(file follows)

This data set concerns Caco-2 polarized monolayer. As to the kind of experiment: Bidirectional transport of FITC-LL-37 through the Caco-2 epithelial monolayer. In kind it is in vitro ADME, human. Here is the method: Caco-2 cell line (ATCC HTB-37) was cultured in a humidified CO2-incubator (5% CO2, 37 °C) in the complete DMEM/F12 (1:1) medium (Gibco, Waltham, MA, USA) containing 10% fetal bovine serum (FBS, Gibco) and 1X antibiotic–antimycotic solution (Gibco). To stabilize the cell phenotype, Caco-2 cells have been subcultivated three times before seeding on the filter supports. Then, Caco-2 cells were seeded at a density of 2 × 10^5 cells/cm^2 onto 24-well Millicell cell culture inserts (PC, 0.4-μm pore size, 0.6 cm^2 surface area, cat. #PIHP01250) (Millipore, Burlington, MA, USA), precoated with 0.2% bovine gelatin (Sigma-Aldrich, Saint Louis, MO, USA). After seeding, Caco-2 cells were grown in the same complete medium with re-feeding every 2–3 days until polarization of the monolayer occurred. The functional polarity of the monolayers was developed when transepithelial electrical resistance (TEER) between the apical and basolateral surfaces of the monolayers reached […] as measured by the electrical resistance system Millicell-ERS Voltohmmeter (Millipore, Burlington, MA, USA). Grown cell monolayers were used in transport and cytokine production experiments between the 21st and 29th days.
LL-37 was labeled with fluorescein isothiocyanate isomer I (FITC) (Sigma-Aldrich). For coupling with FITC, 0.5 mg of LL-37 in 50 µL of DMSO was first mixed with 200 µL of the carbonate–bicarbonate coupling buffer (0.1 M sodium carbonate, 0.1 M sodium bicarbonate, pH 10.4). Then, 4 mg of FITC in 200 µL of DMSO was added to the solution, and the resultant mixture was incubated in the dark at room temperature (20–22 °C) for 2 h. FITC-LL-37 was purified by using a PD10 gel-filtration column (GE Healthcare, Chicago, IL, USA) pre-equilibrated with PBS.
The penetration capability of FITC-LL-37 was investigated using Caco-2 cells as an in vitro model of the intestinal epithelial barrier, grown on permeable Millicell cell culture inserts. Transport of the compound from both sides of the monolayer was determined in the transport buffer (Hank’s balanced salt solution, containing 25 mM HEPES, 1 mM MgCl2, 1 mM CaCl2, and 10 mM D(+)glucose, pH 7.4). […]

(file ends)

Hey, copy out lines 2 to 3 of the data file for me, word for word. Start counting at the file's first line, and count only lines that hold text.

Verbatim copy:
LL-37 was labeled with fluorescein isothiocyanate isomer I (FITC) (Sigma-Aldrich). For coupling with FITC, 0.5 mg of LL-37 in 50 µL of DMSO was first mixed with 200 µL of the carbonate–bicarbonate coupling buffer (0.1 M sodium carbonate, 0.1 M sodium bicarbonate, pH 10.4). Then, 4 mg of FITC in 200 µL of DMSO was added to the solution, and the resultant mixture was incubated in the dark at room temperature (20–22 °C) for 2 h. FITC-LL-37 was purified by using a PD10 gel-filtration column (GE Healthcare, Chicago, IL, USA) pre-equilibrated with PBS.
The penetration capability of FITC-LL-37 was investigated using Caco-2 cells as an in vitro model of the intestinal epithelial barrier, grown on permeable Millicell cell culture inserts. Transport of the compound from both sides of the monolayer was determined in the transport buffer (Hank’s balanced salt solution, containing 25 mM HEPES, 1 mM MgCl2, 1 mM CaCl2, and 10 mM D(+)glucose, pH 7.4). […]